We are two-thirds of the way through Mark’s gospel, and James and John have gotten the message…well, they’ve gotten part of the message, anyway. They have seen the miracles. They have travelled with Jesus and heard him preach the new covenant. And that’s where they get lost. They have seen Jesus in the glory of the Transfiguration. They have come to believe he truly is the Messiah. And they think they deserve a share of his glory. They want the best seats in the house of the Lord… and they’re not shy about asking for them.
Jesus listens. He sees how far they have come and how far they have yet to go. He knows it’s time to take them to the next level. And it’s not the level they were planning on. They are angling for positions of prestige and power. Jesus is committed to a life of selfless love and sacrificial service.
Patiently, he explains to them: You don’t understand what you are asking for. Jesus knows the suffering that awaits him. He asks if James and John are ready to share his fate… if they are prepared to drink of the cup that I drink of. In posing the question this way, Jesus is being very forthright with them. This was a common metaphor of the day, used to warn of great peril. But in their enthusiasm and ambition, James and John are blind to the danger. Jesus, knowing the martyrdom waiting for them all, cautions that they will share his fate. And ever in obedience to the will of the Father, he tells them that the honors they seek are not his to give.
Overhearing this talk of honors and rewards, the other apostles want to get in on the action. They start to grumble that James and John are getting too big for their britches. Then Jesus shuts down the whole brouhaha, telling them that they’ve got it all wrong. The disciples accept Jesus as the Messiah, but they still don’t have a clue about what that really means. Jesus wants to take them up to the next level, to have them fully understand what it means to follow him. He tells them that to be a Christian means to serve, not to lord it over people. It did then and it does now.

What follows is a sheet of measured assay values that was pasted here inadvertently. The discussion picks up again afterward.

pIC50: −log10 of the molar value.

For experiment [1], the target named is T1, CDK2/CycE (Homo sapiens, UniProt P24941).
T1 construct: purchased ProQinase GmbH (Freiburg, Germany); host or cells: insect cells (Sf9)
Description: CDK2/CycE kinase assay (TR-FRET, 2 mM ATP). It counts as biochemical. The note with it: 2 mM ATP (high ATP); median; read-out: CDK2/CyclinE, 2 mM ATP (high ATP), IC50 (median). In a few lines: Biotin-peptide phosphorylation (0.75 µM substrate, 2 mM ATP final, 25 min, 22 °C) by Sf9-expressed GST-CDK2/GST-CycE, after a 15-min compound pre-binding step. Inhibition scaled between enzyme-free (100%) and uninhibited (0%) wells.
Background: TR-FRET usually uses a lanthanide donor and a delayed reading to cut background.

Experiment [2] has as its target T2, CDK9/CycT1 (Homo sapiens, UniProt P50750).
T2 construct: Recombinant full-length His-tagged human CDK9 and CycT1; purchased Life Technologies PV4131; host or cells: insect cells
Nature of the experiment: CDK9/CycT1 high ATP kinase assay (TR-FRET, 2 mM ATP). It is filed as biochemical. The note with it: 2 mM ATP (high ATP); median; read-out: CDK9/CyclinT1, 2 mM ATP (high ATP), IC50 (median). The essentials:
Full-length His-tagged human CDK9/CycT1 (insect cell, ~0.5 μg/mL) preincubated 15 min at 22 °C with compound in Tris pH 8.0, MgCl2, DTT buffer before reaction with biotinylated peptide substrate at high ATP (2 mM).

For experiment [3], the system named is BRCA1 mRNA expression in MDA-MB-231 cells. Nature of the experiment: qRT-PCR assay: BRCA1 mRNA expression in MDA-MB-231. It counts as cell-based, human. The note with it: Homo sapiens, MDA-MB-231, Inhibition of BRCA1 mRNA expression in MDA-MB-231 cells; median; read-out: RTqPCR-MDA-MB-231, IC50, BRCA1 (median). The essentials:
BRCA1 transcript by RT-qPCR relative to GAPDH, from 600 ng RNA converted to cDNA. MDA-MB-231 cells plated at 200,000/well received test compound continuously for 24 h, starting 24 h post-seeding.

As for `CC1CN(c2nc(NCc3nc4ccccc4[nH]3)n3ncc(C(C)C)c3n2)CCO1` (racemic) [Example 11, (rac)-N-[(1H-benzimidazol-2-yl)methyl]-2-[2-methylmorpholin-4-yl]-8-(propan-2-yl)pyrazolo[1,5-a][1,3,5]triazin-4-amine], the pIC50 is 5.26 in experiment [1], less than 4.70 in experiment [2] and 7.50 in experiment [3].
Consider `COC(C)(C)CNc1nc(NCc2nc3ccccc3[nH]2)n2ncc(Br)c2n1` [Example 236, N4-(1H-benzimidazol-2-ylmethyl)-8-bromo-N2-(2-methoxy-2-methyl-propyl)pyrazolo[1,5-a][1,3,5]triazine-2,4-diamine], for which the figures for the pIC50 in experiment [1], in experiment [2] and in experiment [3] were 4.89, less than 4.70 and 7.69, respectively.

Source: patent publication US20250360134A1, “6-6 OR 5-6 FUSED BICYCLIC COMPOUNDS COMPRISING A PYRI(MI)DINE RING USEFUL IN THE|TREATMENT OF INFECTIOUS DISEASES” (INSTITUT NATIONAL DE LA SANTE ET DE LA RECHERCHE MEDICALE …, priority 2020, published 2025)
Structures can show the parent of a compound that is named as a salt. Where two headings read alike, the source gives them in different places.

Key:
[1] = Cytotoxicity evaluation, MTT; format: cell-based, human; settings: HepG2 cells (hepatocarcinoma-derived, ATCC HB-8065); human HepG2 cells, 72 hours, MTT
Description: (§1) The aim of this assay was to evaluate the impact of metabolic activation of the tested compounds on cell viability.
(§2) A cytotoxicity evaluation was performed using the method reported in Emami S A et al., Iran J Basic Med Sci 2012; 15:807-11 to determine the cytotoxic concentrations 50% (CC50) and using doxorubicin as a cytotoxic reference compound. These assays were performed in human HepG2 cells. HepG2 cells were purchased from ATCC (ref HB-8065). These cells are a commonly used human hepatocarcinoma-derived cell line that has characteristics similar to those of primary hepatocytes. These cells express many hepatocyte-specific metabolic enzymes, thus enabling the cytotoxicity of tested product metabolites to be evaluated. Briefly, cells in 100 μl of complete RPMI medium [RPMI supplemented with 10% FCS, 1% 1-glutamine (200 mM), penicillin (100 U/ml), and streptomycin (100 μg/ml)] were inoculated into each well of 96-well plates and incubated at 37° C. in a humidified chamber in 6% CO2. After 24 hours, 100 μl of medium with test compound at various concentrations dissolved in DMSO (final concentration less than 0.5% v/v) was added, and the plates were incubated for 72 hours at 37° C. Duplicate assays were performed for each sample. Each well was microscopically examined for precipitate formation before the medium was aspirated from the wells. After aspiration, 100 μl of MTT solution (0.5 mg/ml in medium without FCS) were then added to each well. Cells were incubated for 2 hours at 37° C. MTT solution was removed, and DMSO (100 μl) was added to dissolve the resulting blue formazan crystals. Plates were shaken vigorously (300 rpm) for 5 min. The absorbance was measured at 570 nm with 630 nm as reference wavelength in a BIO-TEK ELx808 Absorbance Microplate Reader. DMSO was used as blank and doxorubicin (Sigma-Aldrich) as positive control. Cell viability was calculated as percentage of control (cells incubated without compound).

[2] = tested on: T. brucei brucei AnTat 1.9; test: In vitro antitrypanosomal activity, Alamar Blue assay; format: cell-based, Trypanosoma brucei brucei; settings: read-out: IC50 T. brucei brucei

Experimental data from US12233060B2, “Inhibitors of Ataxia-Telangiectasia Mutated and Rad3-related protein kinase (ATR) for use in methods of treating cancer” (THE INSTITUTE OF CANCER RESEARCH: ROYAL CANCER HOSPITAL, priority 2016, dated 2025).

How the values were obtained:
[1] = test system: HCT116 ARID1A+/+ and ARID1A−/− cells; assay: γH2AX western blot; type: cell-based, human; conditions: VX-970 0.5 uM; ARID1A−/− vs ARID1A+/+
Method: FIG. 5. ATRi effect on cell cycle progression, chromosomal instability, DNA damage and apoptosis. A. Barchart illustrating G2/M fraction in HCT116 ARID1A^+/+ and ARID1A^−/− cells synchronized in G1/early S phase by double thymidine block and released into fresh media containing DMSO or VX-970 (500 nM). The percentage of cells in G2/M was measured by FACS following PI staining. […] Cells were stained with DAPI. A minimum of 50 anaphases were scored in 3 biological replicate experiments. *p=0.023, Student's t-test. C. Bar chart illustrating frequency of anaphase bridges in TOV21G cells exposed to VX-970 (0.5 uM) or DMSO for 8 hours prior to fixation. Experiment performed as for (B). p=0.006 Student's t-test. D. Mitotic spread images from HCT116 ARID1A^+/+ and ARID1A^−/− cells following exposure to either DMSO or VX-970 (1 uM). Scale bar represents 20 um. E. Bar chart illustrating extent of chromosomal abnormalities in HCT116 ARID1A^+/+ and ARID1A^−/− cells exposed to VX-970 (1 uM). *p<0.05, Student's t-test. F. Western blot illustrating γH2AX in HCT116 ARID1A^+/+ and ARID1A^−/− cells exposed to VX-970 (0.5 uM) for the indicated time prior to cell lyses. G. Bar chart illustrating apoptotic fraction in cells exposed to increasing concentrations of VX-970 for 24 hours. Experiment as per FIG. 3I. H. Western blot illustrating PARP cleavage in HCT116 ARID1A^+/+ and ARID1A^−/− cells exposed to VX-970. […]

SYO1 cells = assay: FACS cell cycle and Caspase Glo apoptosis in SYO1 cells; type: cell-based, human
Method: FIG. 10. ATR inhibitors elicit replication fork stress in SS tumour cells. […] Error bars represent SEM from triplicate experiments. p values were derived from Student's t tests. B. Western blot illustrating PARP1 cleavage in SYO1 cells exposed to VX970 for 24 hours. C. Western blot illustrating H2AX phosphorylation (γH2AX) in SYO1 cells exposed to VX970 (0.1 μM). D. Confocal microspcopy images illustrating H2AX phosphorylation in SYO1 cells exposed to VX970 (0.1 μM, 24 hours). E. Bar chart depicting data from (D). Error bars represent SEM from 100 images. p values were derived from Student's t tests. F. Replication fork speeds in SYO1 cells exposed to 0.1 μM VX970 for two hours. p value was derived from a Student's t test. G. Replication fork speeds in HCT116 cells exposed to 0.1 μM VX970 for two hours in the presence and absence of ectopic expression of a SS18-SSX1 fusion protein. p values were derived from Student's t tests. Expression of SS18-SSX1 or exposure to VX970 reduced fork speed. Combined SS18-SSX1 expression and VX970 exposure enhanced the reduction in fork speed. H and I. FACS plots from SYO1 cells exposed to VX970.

Like James and John most of us have gotten the message… well some of it anyway. We acknowledge Jesus as our Savior, and we hope to share in his kingdom. But it’s long past time for many of us to take being a Christian up to the next level. Like the apostles, Jesus has a double barrelled message for us. We too must drink from the cup. No one passes through this life unscathed. Disease, disappointment, heartbreak, physical, mental and emotional suffering…to one degree or another, they are our common lot. They can make us or break us, depending on how closely we cling to Jesus. The second part of the message is an explanation of exactly what it means to follow Jesus. It is a life of serving, not a life of being served.
While we may not be ready for this level of perfection, we can take the first step. Let’s start with a simple attitude adjustment. Listen more, talk less. Try understanding. Try forgiving. Try seeing things from the other person’s point of view. Try not to take offense. Stop trying to convince everyone that you’re the smartest guy in the room. Start bringing energy, encouragement and affirmation to everyone you encounter today. Start helping and do it humbly. Consciously make being an active loving Christian the focus of your day. Then wake up tomorrow and do it again.
Get it? Good… you’re on your way to understanding what it means to be a Christian. Welcome to the next level.
The Reverend David Sellery, Episcopal Priest, Author, and Coach. Fr. Sellery presently serves as Priest-in-Charge, St. John’s Salisbury, CT. Fr. Sellery has excelled at using new media to increase outreach beyond the Church doors via his website, blog posts, and podcasts.
Image: icon of James and John, public domain